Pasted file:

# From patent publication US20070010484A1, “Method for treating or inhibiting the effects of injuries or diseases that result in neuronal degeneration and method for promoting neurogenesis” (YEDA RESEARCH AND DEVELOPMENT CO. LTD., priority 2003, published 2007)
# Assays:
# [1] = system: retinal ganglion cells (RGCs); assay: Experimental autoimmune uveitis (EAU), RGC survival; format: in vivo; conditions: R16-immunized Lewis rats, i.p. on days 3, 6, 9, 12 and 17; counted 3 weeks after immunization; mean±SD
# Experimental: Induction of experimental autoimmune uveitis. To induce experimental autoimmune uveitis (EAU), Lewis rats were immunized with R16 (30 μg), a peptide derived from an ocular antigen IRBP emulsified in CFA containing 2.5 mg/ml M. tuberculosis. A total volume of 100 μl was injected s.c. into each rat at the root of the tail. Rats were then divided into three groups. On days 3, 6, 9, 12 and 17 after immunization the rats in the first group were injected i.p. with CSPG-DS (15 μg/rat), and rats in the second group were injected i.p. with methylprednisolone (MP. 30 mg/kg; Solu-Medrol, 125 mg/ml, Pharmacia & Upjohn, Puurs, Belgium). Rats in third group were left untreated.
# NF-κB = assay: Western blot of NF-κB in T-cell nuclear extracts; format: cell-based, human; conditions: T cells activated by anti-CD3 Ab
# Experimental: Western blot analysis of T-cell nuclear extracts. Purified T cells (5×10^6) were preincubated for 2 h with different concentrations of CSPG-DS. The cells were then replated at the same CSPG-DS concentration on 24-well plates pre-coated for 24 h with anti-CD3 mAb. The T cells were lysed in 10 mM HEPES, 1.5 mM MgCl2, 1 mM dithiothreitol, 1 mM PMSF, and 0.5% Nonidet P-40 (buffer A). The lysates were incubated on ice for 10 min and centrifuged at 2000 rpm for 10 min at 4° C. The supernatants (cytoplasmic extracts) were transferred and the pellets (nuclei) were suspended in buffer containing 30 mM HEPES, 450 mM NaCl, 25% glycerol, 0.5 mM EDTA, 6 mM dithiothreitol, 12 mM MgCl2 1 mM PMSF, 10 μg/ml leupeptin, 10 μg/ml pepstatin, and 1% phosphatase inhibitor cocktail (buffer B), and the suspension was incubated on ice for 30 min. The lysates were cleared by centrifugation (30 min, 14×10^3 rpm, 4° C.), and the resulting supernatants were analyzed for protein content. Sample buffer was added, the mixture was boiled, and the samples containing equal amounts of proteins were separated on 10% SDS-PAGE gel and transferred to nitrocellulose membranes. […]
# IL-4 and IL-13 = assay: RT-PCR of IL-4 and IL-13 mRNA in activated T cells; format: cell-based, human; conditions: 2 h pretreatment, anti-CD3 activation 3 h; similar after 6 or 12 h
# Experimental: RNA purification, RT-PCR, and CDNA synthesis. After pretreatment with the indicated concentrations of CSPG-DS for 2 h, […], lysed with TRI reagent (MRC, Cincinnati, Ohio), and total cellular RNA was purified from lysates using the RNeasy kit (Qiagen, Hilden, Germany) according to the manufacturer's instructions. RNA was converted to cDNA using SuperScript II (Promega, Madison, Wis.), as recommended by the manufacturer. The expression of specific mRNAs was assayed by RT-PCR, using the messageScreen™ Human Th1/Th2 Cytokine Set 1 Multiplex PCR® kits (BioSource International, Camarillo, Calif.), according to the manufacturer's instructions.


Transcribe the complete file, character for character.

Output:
# From patent publication US20070010484A1, “Method for treating or inhibiting the effects of injuries or diseases that result in neuronal degeneration and method for promoting neurogenesis” (YEDA RESEARCH AND DEVELOPMENT CO. LTD., priority 2003, published 2007)
# Assays:
# [1] = system: retinal ganglion cells (RGCs); assay: Experimental autoimmune uveitis (EAU), RGC survival; format: in vivo; conditions: R16-immunized Lewis rats, i.p. on days 3, 6, 9, 12 and 17; counted 3 weeks after immunization; mean±SD
# Experimental: Induction of experimental autoimmune uveitis. To induce experimental autoimmune uveitis (EAU), Lewis rats were immunized with R16 (30 μg), a peptide derived from an ocular antigen IRBP emulsified in CFA containing 2.5 mg/ml M. tuberculosis. A total volume of 100 μl was injected s.c. into each rat at the root of the tail. Rats were then divided into three groups. On days 3, 6, 9, 12 and 17 after immunization the rats in the first group were injected i.p. with CSPG-DS (15 μg/rat), and rats in the second group were injected i.p. with methylprednisolone (MP. 30 mg/kg; Solu-Medrol, 125 mg/ml, Pharmacia & Upjohn, Puurs, Belgium). Rats in third group were left untreated.
# NF-κB = assay: Western blot of NF-κB in T-cell nuclear extracts; format: cell-based, human; conditions: T cells activated by anti-CD3 Ab
# Experimental: Western blot analysis of T-cell nuclear extracts. Purified T cells (5×10^6) were preincubated for 2 h with different concentrations of CSPG-DS. The cells were then replated at the same CSPG-DS concentration on 24-well plates pre-coated for 24 h with anti-CD3 mAb. The T cells were lysed in 10 mM HEPES, 1.5 mM MgCl2, 1 mM dithiothreitol, 1 mM PMSF, and 0.5% Nonidet P-40 (buffer A). The lysates were incubated on ice for 10 min and centrifuged at 2000 rpm for 10 min at 4° C. The supernatants (cytoplasmic extracts) were transferred and the pellets (nuclei) were suspended in buffer containing 30 mM HEPES, 450 mM NaCl, 25% glycerol, 0.5 mM EDTA, 6 mM dithiothreitol, 12 mM MgCl2 1 mM PMSF, 10 μg/ml leupeptin, 10 μg/ml pepstatin, and 1% phosphatase inhibitor cocktail (buffer B), and the suspension was incubated on ice for 30 min. The lysates were cleared by centrifugation (30 min, 14×10^3 rpm, 4° C.), and the resulting supernatants were analyzed for protein content. Sample buffer was added, the mixture was boiled, and the samples containing equal amounts of proteins were separated on 10% SDS-PAGE gel and transferred to nitrocellulose membranes. […]
# IL-4 and IL-13 = assay: RT-PCR of IL-4 and IL-13 mRNA in activated T cells; format: cell-based, human; conditions: 2 h pretreatment, anti-CD3 activation 3 h; similar after 6 or 12 h
# Experimental: RNA purification, RT-PCR, and CDNA synthesis. After pretreatment with the indicated concentrations of CSPG-DS for 2 h, […], lysed with TRI reagent (MRC, Cincinnati, Ohio), and total cellular RNA was purified from lysates using the RNeasy kit (Qiagen, Hilden, Germany) according to the manufacturer's instructions. RNA was converted to cDNA using SuperScript II (Promega, Madison, Wis.), as recommended by the manufacturer. The expression of specific mRNAs was assayed by RT-PCR, using the messageScreen™ Human Th1/Th2 Cytokine Set 1 Multiplex PCR® kits (BioSource International, Camarillo, Calif.), according to the manufacturer's instructions.